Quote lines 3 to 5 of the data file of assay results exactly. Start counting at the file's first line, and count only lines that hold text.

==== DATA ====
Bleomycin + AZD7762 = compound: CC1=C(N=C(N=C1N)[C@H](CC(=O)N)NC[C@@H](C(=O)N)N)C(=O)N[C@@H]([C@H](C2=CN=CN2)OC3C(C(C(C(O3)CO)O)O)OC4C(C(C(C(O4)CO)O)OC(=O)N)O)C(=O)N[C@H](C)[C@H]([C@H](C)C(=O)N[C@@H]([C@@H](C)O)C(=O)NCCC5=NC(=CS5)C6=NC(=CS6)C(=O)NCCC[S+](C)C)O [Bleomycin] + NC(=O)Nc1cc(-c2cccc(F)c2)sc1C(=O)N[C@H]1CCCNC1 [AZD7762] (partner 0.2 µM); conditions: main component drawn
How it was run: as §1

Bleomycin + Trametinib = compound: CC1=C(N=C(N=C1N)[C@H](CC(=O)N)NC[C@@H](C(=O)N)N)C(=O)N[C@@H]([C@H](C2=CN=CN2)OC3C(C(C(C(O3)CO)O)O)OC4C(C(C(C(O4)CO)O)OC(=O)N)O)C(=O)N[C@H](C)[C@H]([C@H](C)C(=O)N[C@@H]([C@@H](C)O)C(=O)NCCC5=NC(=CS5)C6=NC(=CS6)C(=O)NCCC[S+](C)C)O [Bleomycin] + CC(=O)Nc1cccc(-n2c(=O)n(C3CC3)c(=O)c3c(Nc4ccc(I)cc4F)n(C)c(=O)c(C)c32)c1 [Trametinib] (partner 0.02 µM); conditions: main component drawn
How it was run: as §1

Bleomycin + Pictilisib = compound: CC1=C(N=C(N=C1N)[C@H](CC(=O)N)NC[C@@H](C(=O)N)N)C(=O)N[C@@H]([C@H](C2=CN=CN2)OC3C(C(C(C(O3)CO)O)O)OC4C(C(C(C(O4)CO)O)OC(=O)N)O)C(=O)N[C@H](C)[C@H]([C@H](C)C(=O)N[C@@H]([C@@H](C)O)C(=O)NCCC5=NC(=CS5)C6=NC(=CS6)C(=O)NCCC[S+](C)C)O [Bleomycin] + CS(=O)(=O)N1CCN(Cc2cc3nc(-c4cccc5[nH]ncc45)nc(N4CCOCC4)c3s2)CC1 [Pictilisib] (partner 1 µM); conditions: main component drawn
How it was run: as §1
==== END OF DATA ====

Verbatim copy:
Bleomycin + Trametinib = compound: CC1=C(N=C(N=C1N)[C@H](CC(=O)N)NC[C@@H](C(=O)N)N)C(=O)N[C@@H]([C@H](C2=CN=CN2)OC3C(C(C(C(O3)CO)O)O)OC4C(C(C(C(O4)CO)O)OC(=O)N)O)C(=O)N[C@H](C)[C@H]([C@H](C)C(=O)N[C@@H]([C@@H](C)O)C(=O)NCCC5=NC(=CS5)C6=NC(=CS6)C(=O)NCCC[S+](C)C)O [Bleomycin] + CC(=O)Nc1cccc(-n2c(=O)n(C3CC3)c(=O)c3c(Nc4ccc(I)cc4F)n(C)c(=O)c(C)c32)c1 [Trametinib] (partner 0.02 µM); conditions: main component drawn
How it was run: as §1

Bleomycin + Pictilisib = compound: CC1=C(N=C(N=C1N)[C@H](CC(=O)N)NC[C@@H](C(=O)N)N)C(=O)N[C@@H]([C@H](C2=CN=CN2)OC3C(C(C(C(O3)CO)O)O)OC4C(C(C(C(O4)CO)O)OC(=O)N)O)C(=O)N[C@H](C)[C@H]([C@H](C)C(=O)N[C@@H]([C@@H](C)O)C(=O)NCCC5=NC(=CS5)C6=NC(=CS6)C(=O)NCCC[S+](C)C)O [Bleomycin] + CS(=O)(=O)N1CCN(Cc2cc3nc(-c4cccc5[nH]ncc45)nc(N4CCOCC4)c3s2)CC1 [Pictilisib] (partner 1 µM); conditions: main component drawn